There’s another fallacy at play, though, and I’ve fallen into the trap myself in this article and that’s to refer to the style based Oriental martial arts systems as traditional. Steve Morris, one of Britain's foremost Karateka made the point that we can’t refer to something that isn’t even one hundred years old as traditional. In this regard he was referring to Japanese Karate. With something that goes back only some eighty plus years and has been modiBied by countless people, there is nothing carved in tablets of stone when it comes to how techniques should be done. If I stay with Karate for the time being and use it as a prime example, there have been so many style variations on what arrived from Okinawa to Japan in the twenties and so many personal variations introduced by the Japanese instructors over that period that anyone could be forgiven for saying that however they execute a technique that it is correct way to do it!

It’s a valid argument, but can’t be one which excuses poor techniques. But if there is no strict right way or wrong way how do we say a technique is correct. In fact we shouldn’t ‐ a technique is never correct or incorrect it is only ever well executed. I’m not splitting hairs with terminology as something which is well executed means it was well done for the purpose for which it was intended. In many ways seeing and knowing a good technique is often subjective, in other words I couldn’t describe it but I’d know it if I saw it.

I see hundreds of variations of roundhouse kick, for example, all well executed, but all in some way different. Different because each person is individually, physically built which will bring about a change to the execution and each person may have a different purpose for throwing the kick. One may throw it to knock someone out and another to score with the kick. However, I see just as many which are crap and which are being poorly executed by people who have not analysed themselves honestly, have put little time or effort into the kick, or who have been poorly instructed.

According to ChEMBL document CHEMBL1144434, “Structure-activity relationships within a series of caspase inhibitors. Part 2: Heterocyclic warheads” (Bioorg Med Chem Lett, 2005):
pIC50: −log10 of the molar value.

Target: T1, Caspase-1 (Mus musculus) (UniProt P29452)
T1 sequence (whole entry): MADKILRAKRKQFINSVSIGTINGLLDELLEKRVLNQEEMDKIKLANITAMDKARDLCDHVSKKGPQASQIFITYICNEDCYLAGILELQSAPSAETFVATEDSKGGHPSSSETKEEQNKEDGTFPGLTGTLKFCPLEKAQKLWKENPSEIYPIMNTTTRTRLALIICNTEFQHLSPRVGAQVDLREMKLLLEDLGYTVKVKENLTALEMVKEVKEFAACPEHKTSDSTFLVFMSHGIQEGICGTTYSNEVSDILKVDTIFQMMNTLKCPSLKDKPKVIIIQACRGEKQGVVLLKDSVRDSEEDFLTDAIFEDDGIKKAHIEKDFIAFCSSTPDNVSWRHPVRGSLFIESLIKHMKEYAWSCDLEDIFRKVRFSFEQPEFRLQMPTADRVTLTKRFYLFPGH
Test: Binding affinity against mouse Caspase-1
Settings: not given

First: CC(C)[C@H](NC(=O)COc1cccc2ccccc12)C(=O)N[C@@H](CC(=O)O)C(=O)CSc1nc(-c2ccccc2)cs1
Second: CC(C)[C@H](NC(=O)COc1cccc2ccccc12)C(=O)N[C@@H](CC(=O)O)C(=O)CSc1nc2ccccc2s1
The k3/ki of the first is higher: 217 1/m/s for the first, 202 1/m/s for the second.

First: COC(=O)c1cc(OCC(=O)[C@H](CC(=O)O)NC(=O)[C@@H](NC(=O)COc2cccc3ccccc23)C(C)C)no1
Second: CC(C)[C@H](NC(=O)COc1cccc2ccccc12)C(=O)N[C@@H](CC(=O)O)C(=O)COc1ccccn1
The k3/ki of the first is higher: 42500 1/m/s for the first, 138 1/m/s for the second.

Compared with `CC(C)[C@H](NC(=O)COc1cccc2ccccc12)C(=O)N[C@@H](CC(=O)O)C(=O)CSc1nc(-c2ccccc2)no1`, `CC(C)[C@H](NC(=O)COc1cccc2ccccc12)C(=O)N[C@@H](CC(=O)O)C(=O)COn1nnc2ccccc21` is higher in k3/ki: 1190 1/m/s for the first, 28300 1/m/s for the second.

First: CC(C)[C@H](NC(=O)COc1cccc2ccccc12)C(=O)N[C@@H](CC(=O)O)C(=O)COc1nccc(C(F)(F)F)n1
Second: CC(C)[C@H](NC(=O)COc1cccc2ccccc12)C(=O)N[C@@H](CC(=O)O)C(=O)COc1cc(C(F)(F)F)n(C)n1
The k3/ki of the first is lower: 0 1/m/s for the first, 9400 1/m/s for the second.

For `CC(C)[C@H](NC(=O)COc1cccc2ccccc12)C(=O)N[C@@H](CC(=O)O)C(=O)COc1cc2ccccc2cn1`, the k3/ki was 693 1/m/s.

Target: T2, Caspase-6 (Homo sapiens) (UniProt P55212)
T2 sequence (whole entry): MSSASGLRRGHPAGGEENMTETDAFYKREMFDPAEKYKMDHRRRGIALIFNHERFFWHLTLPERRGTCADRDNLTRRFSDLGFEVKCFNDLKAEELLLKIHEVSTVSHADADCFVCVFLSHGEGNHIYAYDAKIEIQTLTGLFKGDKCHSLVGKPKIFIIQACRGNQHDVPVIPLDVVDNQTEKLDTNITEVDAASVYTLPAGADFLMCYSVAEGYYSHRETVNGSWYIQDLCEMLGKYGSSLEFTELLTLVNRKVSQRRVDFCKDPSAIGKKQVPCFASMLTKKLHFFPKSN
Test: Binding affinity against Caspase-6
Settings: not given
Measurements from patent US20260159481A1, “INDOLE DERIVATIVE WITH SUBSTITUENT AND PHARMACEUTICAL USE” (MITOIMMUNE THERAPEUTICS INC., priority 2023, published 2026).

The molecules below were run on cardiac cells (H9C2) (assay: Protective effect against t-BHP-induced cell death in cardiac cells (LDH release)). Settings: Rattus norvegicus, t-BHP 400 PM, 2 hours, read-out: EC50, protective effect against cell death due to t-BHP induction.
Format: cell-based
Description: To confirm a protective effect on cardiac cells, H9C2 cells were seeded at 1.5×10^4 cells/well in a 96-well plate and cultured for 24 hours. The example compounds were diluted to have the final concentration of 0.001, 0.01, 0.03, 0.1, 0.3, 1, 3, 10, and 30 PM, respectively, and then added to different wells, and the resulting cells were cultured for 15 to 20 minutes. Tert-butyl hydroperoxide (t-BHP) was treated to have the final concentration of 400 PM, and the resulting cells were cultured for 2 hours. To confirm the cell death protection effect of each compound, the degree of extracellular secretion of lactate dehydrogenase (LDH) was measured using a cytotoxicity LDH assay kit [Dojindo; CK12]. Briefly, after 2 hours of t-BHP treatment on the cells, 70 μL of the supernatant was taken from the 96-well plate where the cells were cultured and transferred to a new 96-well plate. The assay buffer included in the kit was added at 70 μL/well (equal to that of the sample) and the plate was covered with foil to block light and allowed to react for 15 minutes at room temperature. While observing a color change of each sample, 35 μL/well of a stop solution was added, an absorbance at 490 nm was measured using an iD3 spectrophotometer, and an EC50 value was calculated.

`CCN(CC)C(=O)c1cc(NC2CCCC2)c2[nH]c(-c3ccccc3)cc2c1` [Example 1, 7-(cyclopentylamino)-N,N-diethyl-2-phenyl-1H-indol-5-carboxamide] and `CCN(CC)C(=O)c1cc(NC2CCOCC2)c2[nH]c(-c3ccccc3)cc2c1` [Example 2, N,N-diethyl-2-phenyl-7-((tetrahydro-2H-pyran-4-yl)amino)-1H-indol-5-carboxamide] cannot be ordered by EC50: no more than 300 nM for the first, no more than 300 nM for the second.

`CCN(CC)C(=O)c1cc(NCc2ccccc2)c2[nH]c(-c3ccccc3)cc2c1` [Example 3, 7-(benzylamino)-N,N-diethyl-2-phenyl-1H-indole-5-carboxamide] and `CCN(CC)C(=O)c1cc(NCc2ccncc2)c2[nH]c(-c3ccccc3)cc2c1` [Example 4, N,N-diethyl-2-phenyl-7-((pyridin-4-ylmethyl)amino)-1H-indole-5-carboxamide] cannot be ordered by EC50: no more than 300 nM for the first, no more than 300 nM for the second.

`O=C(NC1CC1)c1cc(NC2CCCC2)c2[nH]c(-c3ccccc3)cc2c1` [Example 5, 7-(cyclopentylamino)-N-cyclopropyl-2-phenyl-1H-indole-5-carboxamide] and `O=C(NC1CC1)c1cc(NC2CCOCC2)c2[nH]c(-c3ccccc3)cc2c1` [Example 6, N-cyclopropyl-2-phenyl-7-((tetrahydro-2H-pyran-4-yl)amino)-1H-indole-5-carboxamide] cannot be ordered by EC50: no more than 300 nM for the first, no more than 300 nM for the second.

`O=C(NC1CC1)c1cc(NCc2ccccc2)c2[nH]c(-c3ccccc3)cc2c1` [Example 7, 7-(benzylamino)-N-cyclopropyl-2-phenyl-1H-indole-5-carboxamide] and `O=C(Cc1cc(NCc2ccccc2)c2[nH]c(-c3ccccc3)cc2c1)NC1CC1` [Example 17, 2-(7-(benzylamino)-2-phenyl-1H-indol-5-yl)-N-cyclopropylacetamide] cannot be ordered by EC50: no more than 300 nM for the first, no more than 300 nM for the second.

When we’ve paid our dues, so to speak, we all have the right to make those changes to techniques which suit our build, capability, mental capacity and purpose. It’s funny how we often want history to Bit our narrow experience of something. I hear people defend the need to keep absolutely strict controls on not permitting changes to traditional martial arts. I’m going to pick on Wado Ryu Karate as an example and not for any other reason than it typiBies something which people are extremely precious about, yet it is a Karate style which was ‘manufactured’ by one person only just over sixty years ago. Wado was where I started in Karate and I hold it in some affection, but few people will remember that the person who invented the system, Hidenori Otsuka, never really considered it to be Karate. He was 30 before he began the study of Karate under Gichin Funakoshi, as up to that time he had been practising and had a teacher’s license in the Shindo Yoshin Ryu (school) of Jujutsu.